How Everything Became War and the Military Became Everything: Tales from the Pentagon
This book reviews the evolution of American warfare from the perspectives of history, politics, and law.
This book’s central concern is the changing nature of violent conflict and the future of law as a moderating and constraining influence. It makes clear that currently law is not keeping up. The author’s background is that of an academic lawyer who has spent considerable time in the developing world in a private capacity, and who also served for a short but meaningful period in the Pentagon during the administration of former U.S. President Barack Obama. Her range of knowledge and experience is brought to bear and apparent through the work. Her exploration of the historical and cultural approaches to the phenomenon of war and of the development of professional militaries helps to put today’s world into a meaningful context. The book’s analysis recognises the complexity of modern life: it makes clear that the 9/11 attacks were not an “armed attack” in the traditional sense of the use of force by a foreign military, “but if the wilful killing of thousands in an attack originating abroad wasn’t an ‘armed attack,’ what was it?” (p. 250).
Similarly, when discussing the responsibility of a government to protect its own population, she observes that “it’s not clear how an intervention intended to protect civilians from predation from their own government could avoid morphing into regime change in the face of continuing attacks on civilians” (p. 247). When she looks at the United States, she draws attention to the use of the term “war” in political discourse and with specific focus on the phrase “war on terror.” She says that because such a struggle can never be won in a traditional sense, it is used to justify many actions that are not transparent or accountable such as the execution of specific individuals who have not been dealt with through a judicial process. These matters are addressed not just in principle, but also through detailed examples and the author’s personal experience, including a visit to Guantanamo Bay. Brooks asserts that congressional powers have been eroded by the campaigns in Iraq and Afghanistan, and that the executive, under both Presidents George W. Bush and Obama, exceeded the powers granted in the 2001 Authorization for Use of Military Force legislation. Another topic, referred to in the second part of the book’s title, is about how the U.S. Army has evolved, through its counterinsurgency and stabilisation roles, into a body concerned with more than the threat and use of lethal force. When she asked U.S. soldiers how they had spent their recent deployments, most had “supervised the building of wells, sewers, and bridges, helped resolve community disputes, patrolled territory, worked with the local police, analysed intelligence data, [and] engaged in cyber operations” (pp. 326 Defense ARJ, October 2018, Vol. 25 No. 3 : 324–326 Defense ARJ, October 2018, Vol. 25 No. 3 : 324–326 327 A Publication of the Defense Acquisition University https://www.dau.mil October 2018 259–60). While she is not optimistic about the U.S.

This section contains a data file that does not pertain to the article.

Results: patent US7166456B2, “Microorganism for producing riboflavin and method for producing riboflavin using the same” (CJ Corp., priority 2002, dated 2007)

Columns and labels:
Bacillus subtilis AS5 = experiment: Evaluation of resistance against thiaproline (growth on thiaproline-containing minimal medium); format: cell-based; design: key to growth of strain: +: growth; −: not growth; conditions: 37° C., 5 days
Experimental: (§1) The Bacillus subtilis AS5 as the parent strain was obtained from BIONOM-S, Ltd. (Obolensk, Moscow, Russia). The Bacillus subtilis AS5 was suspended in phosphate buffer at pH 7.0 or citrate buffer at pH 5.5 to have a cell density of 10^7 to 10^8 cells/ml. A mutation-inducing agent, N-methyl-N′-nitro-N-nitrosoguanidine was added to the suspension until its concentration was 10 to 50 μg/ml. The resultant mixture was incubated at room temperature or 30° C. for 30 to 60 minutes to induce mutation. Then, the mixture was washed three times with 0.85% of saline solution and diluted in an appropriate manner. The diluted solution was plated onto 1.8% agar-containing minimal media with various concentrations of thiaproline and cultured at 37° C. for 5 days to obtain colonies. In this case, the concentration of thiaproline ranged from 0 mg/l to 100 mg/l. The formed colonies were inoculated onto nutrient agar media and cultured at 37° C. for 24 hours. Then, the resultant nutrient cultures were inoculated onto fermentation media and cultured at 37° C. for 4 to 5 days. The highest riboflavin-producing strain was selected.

Army’s international engagement programmes, the book brings out well how this expansion of the U.S. Army’s agenda has, among other things, sparked resentment in the State Department and the Agency for International Development, which tend to become swamped when the Department of Defense shows up. The book’s limitations are first, its somewhat cursory treatment of the role of contractors in the support of U.S. operations. Second, some will find its final chapter of recommendations to be strong on exhortation, but weaker on detail and application, with its stress on the need to see war and peace on a continuum rather than as a binary and its assertion that some form of war is the norm not the exception in human history. However, she is surely right to regret that discussions in Washington about war are dominated by legal issues, and that what is not prohibited is allowed. However, in real life, policy and morality matter, and “you have to argue about right and wrong, good and evil, fear and hope, cruelty and compassion. Few lawyers are good at that sort of conversation, but it’s a conversation we need to have” (p. 363). Every so often a reader is lucky to encounter a book that ticks a series of boxes: it deals with important issues in international relations and national security governance and management; is clear and easy to read; presents evidence in an authoritative manner; and is both provocative and persuasive. Brooks has written such a work, but which senior member of the current U.S. administration will read it?
Note: This review was first published in the RUSI Journal, 162(6), December 2017. It is reprinted here with the permission of the author, RUSI Journal, and Taylor & Francis Group.